Portsmouth, 0., where he improved his op
portunities by building a handsome church.
Later he took up church extension work, and
traveled for sixteen years in that cause.
As secretary of the mission board hi 3 work
was nothing short of marvelous. He has
an absolute genius for collecting money for
missionary purposes, and was sent back to
his labors in that field in 1884, and still holds
that post. He predicted when first he en
tered the missionary service that the Meth
odists should have $1,000,000 for missions.
His prophecy is now a fact. In four years
he raised a debt of $40,000 from the Metropol
itan church in Washington. He is an ear
nest, zealous, virile man, light-hearted as a
child and gentle as a woman.
gation to Chicago Is solid and uncompromis
ingly for the white metal. Even the districts
captured by the gold men are of no benefit
to them, because of the adoption of an Iron
clad unit rule in the instructions. The con
vention was not only one of the largest and
most enthusiastic ever held in lowa, but it
was also one of the storiniast. Trouble threat
ened last night over tte temporary chairman
ship, was smoothed over, and all went well
until the platform was reached. Then the
storm broke and pandemonium reigned. A
dozen men were on the floor at once, all
trying to talk at the aaine time. The chair
man was unable to control them, and appeals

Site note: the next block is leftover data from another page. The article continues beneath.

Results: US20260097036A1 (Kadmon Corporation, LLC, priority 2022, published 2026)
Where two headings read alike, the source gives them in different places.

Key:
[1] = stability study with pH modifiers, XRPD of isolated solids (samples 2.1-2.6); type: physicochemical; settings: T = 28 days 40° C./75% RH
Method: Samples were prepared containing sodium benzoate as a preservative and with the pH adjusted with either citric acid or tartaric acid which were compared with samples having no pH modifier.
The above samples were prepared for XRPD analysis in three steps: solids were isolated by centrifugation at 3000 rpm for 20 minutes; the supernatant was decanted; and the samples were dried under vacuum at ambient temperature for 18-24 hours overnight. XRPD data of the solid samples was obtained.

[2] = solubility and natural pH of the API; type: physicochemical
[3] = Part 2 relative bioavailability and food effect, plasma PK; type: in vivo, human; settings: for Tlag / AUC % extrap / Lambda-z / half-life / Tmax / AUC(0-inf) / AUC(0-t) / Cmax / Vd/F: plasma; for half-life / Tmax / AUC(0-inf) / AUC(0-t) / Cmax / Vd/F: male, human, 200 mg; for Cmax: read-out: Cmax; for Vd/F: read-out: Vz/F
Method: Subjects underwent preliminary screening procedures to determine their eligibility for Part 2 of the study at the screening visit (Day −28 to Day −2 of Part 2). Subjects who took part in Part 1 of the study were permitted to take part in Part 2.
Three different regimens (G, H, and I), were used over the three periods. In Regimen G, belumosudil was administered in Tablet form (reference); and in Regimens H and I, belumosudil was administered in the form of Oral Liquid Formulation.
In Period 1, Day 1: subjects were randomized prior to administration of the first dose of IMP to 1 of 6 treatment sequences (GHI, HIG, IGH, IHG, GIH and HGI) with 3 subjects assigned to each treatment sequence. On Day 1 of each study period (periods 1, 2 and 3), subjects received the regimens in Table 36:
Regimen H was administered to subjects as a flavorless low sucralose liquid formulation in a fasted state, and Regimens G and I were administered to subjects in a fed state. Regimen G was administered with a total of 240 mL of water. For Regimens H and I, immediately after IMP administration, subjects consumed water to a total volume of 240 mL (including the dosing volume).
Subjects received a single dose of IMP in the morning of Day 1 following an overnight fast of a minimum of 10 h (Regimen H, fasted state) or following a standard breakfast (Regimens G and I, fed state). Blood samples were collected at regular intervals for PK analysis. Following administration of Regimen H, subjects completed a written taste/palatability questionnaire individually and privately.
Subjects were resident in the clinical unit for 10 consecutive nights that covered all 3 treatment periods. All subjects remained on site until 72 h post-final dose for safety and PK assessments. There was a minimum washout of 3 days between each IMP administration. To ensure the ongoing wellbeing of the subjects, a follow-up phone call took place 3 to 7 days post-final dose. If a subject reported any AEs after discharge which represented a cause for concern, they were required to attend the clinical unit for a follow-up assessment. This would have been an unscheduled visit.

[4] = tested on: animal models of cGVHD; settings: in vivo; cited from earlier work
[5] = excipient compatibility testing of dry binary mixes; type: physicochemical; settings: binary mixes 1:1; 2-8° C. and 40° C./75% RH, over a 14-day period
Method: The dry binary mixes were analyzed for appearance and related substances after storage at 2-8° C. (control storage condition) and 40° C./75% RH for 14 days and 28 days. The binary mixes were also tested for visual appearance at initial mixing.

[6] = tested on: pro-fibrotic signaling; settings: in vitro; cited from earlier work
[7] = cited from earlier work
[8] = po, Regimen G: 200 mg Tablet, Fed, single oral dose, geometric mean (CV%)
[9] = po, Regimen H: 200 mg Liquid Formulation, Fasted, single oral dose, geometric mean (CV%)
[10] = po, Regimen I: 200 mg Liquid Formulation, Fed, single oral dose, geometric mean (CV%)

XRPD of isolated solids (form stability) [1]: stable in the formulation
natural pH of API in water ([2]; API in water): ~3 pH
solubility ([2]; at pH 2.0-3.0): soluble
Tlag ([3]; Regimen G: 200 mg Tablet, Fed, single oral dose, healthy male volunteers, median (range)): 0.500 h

for order from the more conservative were
unavailing, until the- delegates had worn
themselves out. Then, they settled down to
business, and the white metal men completed
their victory by the adoption of one of the
strongest silver platform* adopted by any
state this year. The indorsement of Gov.
Boies was hearty and enthusiastic, and his
reception by the convention was one of the
most stirring scenes of the day.
The convention was called to order by C. M.
Runk, chairman of the state committee, who
named S. S. Wright, a unit silver man, for
temporary chairman. Mr. Wright, in accord
ance with the agreement made, was heartily
received, even by the free coinage men,- and
his address applauded. E. M. Carr was made
permanent chairman, and delivered an ad
dress that set the convention to cheering for
Bcies and free coinage. Mr. Boies was called
for, but finally excused himself.
When the election of delegates was taken
up, Mr. Boies was chosen to head the delega
tion at Chicago by acclamation. S. D. Evans,
W. A. Wells and L. T. Gennng were elected
to complete the list of delegates at large.
During the election of delegates the committee
sent for him came in with Gov. Boies. His
appearance was the signal for another en
thusiastic demonstration, and at the conclu
sion of the election of delegates he said:
"It would be impossible tor me to express in
language the gratification I fenl to meet you
here and under these circumstances. (Ap
plause). When this battle began a few weeks
ago I was determined that the masses of the
Democratic party of this sreat state of lowa
should be heard on this occasion. I want
you from this time forward to know that in
lowa the spirit of tbe Democratic party lies
within the masses (applause), and from this
time forward I want the masses of the Demo
cratic party, to take, its -destinies Into their